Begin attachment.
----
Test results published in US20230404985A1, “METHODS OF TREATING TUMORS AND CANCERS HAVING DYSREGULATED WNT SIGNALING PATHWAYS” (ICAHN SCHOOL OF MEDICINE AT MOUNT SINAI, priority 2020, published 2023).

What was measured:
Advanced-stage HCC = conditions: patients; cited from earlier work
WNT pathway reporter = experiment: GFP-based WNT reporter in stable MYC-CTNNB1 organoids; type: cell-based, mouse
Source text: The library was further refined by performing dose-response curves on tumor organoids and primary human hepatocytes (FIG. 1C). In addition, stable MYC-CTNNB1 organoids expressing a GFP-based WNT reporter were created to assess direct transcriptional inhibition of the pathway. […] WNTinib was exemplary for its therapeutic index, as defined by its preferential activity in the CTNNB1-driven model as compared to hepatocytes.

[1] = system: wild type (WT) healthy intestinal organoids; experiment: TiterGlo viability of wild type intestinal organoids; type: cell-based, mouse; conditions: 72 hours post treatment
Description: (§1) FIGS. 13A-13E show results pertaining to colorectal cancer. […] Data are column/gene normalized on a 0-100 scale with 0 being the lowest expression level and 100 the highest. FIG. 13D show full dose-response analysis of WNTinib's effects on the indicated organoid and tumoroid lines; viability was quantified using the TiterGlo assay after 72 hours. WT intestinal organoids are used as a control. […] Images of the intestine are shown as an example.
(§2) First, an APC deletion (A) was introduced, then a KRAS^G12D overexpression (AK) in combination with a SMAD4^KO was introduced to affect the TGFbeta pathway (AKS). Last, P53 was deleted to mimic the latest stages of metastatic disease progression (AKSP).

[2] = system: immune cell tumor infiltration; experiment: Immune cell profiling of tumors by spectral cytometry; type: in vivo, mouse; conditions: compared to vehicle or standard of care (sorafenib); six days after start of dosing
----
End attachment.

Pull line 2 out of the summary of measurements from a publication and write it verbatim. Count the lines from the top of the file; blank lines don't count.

What was measured: